30 pages per Volume
ISBN: Not available
This body of work offers a glimpse into the idea of enduring freedom; revealing a gap between the ways most Americans consume war and the realities from within the ranks of those charged with implementing our foreign policy. These pictures chronicle the final deployment of the storied 506th Parachute Infantry Regiment otherwise known as the Band of Brothers during the final throes of this nation’s longest war. Tales of the unit’s heroic contributions to conflicts since World War Two have inspired many to join the ranks to serve their nation, however these stories of men at war are heavily edited and designed to do just that. Those stories have become myths in society about the nature of manhood and even war itself, which leave most Americans no more understanding of those cultures placed in harm’s way than what is asked of American soldiers during the prosecution of their wars.
Over sixty images convey myth, reality, and glimpse into the scope the idea of enduring freedom. The exhibition layout is that of a maze inviting the viewer to lose sight of the exits in order to fully commit to the consideration of a reality not their own – lured into a choke point – where getting out becomes difficult and the time spent within uncomfortable. Sounds of war (captured audio by the artist) bombard at a low-grade whisper where specific signals are nearly indistinguishable amidst the fog and machinery of war. The experience of the installation, within the institution of an art museum, echoes the fiction through which most Americans consume war: clean, sterile, and safe.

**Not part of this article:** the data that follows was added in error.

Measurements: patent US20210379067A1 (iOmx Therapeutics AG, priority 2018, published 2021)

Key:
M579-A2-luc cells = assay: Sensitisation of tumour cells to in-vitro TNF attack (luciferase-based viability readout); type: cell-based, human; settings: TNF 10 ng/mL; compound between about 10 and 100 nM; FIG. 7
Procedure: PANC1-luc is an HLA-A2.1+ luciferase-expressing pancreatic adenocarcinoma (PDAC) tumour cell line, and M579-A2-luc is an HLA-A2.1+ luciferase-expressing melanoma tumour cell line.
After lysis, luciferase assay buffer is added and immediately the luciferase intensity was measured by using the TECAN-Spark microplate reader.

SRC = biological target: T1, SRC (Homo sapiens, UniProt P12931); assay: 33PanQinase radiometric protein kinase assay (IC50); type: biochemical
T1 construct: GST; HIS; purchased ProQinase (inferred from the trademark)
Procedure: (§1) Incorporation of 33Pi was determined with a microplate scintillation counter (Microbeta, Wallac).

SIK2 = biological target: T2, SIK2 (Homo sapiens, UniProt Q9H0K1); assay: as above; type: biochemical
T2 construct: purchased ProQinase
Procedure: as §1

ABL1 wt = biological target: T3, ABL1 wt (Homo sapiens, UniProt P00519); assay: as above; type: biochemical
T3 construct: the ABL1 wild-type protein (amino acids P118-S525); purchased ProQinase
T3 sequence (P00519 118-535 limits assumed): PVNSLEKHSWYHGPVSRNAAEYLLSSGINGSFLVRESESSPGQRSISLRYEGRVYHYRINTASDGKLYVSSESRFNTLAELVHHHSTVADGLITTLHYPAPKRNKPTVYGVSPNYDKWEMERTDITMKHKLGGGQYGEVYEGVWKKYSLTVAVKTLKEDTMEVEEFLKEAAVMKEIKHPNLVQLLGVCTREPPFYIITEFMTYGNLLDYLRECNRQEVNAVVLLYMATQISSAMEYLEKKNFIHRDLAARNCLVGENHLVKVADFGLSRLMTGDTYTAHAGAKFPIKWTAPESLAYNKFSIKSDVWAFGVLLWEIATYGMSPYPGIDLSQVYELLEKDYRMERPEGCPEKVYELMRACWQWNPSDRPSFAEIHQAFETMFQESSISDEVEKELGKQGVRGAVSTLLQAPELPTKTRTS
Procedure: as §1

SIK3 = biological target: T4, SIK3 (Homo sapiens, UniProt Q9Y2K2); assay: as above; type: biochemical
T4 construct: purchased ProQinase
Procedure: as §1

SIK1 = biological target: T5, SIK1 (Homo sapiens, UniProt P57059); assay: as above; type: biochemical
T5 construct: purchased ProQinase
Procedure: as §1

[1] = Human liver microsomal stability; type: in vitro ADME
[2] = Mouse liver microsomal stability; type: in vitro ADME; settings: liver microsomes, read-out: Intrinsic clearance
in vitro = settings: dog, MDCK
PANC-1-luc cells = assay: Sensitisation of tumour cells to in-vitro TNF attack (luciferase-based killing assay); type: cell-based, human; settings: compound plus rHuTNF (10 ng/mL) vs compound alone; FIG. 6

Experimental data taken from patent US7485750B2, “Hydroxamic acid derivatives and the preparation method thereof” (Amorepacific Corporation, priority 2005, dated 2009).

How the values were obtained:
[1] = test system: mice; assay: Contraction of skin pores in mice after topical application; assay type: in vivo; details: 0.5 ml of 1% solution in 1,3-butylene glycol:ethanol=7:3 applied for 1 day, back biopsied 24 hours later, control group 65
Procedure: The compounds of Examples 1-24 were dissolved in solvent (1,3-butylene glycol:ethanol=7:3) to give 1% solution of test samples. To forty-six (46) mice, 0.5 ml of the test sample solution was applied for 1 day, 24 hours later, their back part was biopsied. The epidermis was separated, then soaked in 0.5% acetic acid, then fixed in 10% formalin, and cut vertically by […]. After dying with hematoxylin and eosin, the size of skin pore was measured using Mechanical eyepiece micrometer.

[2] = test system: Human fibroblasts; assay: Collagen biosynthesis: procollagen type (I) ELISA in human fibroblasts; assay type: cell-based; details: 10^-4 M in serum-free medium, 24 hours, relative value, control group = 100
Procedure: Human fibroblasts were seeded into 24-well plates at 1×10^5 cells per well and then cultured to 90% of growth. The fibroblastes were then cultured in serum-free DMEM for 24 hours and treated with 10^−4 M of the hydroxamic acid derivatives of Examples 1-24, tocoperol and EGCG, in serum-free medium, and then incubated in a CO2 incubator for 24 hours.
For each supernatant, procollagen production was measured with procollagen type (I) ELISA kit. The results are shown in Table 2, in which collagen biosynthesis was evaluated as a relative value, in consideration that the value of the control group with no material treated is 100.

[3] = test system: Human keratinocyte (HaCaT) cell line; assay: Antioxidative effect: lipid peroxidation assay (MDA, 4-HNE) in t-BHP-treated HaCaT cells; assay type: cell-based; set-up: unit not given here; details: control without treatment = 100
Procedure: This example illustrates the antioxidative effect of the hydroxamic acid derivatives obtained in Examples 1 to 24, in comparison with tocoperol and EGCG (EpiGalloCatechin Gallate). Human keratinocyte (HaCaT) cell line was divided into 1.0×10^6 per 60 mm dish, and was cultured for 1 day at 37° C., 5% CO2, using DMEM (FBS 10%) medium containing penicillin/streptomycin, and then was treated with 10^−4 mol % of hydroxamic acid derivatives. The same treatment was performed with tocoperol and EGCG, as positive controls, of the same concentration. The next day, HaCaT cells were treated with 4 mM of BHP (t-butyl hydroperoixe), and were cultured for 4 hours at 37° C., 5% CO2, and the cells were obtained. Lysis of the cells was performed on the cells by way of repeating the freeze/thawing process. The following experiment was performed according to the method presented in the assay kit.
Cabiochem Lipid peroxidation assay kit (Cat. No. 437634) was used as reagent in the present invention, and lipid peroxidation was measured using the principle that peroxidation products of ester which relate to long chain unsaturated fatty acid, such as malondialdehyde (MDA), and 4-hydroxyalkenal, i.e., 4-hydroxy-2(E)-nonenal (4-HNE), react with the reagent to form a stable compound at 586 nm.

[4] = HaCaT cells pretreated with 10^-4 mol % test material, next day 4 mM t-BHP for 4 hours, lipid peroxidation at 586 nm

As a reflection to the traveling exhibition, this four-volume set of magazines/poster sets is presented as a lasting artefact of the photographic project. The art zines function as an interactive printed page media component as well as a product to financially sustain independent reportage. These will be for sale to the public at all exhibition and speaking venues and online; some will be donated to various permanent collections throughout the United States.
Ryan Spencer Reed (b. 1979) is an American photographer whose journey documenting critical social issues began in 2002, in east Africa. He worked in that region documenting the Sudanese Diaspora, entering South Sudan and Darfur over numerous years from regions where refugees sought shelter in both Eastern Chad and Kenya. In late summer 2004, he returned home to find an audience for this work in universities, museums, and galleries throughout North America in the form of traveling photographic exhibitions and lectures. They became the cultural backdrop for symposiums designed to grapple with the issues facing the Sudanese people.